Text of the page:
Packers Dir of Security & Risk Management Doug Collins apologized yesterday for the "long lines fans had to endure to get into Lambeau Field" for Sunday's game against the Broncos. Collins said that the team and the Green Bay Police Department "would study a range of options to get it right for the next home game" on Oct. 16. In Milwaukee, Don Walker notes on Sunday, "thousands of fans were unable to get into the stadium in time" for the 3:15pm CT kickoff. The NFL this season "ordered teams to enhance security," and the Packers and police "elected to use hand-held metal-detecting wands on fans entering the stadium instead of a full pat-down search" (MILWAUKEE JOURNAL SENTINEL, 10/4).
PHONE IT IN: In Indianapolis, Anthony Schoettle reports city officials are "set to finalize a multimillion-dollar deal to expand the wireless-device bandwidth in and around Lucas Oil Stadium in time for the Super Bowl Feb. 5." Indianapolis Capitol Improvement Board Exec Dir Barney Levengood, whose municipal corporation owns and operates the stadium, said that wireless phone providers "will pay the cost, though he declined to provide details because the deal hasn't been signed." Officials for the "three major wireless providers involved in the project -- Verizon Wireless, AT&T and Sprint -- said it's a seven-figure project, and that part of the work already has begun." The wireless providers said that in addition to "paying to upgrade bandwidth, they'll make lease payments to CIB for the space where they'll put their equipment" (INDIANAPOLIS BUSINESS JOURNAL, 9/30 issue).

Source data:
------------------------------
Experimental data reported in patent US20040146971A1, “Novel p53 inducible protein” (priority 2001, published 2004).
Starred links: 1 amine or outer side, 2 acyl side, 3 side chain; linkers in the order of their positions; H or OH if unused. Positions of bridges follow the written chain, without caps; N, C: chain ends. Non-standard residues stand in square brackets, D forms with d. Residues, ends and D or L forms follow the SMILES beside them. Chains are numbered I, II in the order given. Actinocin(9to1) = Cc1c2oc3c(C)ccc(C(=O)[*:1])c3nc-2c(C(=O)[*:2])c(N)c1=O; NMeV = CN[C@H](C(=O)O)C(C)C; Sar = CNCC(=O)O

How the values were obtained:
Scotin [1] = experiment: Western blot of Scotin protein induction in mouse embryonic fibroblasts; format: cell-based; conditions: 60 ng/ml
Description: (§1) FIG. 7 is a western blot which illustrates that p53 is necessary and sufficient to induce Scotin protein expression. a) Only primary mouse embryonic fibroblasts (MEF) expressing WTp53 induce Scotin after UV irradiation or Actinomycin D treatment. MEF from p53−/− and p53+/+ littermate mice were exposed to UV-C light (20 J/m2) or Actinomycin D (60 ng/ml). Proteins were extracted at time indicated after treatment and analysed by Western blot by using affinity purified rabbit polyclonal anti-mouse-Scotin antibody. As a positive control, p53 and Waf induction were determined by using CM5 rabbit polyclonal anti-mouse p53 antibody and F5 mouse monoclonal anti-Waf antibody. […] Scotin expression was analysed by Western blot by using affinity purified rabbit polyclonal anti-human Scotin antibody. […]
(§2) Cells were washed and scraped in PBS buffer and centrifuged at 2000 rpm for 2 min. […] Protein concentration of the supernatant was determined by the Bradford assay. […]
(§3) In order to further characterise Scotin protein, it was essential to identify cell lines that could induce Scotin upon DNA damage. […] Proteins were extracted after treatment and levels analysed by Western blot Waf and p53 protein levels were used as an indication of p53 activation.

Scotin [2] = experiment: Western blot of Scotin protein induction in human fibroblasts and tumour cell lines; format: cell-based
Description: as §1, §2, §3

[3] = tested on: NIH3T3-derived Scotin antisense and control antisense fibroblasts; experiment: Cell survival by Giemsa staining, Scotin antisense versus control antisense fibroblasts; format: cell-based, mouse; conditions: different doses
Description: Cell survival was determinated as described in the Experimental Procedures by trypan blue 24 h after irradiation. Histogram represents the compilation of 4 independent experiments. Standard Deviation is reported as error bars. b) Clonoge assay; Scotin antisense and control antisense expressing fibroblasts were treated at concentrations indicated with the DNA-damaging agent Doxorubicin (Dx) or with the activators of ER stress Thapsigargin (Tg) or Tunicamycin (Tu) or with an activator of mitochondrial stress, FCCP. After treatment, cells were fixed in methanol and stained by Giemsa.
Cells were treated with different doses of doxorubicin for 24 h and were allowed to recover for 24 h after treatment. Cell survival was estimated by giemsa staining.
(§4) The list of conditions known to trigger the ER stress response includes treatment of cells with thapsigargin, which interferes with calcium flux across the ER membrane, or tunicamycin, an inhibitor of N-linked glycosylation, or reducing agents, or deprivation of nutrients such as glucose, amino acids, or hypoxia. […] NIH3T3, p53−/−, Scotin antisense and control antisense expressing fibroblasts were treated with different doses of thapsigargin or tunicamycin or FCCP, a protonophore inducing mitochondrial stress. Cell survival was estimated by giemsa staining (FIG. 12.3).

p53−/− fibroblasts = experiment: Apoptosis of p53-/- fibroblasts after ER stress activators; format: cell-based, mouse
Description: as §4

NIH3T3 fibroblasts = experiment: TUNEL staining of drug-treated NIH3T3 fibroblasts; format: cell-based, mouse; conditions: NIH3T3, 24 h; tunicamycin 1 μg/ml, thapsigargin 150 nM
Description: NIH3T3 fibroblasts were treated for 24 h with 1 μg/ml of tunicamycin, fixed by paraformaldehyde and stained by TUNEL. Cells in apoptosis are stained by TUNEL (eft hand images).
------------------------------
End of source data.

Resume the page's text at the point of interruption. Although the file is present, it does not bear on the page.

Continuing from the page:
MAKING A PLEA: In Edmonton, Jodie Sinnema reports with "less than a month until a Katz Group-imposed deadline for a deal on a downtown arena," Oilers President & CEO Patrick LaForge is "pleading for supporters to increase pressure on politicians to push through the plan." LaForge in an e-mail yesterday said, "I am sending this note to our key supporters because now is the time to mobilize. If you and your organizations support the proposed downtown arena and Edmonton Arena District, it is important that you be heard and make your support known." LaForge "wouldn't say how many people or exactly to whom he sent the message." But he indicated that he "sent it to personal friends who asked for more information and facts about the issue" (EDMONTON JOURNAL, 10/4).